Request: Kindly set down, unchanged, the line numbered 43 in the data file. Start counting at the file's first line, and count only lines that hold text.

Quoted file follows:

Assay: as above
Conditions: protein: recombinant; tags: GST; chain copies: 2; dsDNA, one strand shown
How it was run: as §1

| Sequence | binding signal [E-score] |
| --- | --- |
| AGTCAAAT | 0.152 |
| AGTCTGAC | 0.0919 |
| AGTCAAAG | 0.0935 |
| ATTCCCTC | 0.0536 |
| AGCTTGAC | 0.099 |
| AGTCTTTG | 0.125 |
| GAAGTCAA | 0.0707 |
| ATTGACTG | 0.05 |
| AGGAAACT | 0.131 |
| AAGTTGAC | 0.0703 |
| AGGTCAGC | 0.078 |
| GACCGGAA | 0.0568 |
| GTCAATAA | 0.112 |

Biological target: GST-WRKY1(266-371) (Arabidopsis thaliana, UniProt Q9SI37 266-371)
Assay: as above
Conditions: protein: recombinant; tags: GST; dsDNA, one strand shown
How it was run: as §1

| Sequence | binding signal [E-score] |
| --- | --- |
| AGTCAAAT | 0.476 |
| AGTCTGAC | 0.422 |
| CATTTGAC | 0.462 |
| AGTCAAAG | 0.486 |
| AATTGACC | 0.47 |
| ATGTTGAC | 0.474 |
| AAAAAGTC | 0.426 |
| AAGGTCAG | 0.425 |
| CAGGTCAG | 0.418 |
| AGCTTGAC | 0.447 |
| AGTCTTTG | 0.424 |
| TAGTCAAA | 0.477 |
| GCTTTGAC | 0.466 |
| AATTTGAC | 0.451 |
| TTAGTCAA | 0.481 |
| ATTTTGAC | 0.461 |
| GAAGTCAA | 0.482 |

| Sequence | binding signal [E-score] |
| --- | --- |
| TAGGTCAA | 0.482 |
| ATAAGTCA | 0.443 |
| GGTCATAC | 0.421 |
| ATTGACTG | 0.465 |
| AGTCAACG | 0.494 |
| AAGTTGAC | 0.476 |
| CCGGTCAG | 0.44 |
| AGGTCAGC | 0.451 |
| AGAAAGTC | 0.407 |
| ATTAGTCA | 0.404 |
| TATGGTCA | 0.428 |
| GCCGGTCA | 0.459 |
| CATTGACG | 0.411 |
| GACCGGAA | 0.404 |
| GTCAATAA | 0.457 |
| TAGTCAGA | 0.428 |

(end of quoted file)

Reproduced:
| --- | --- |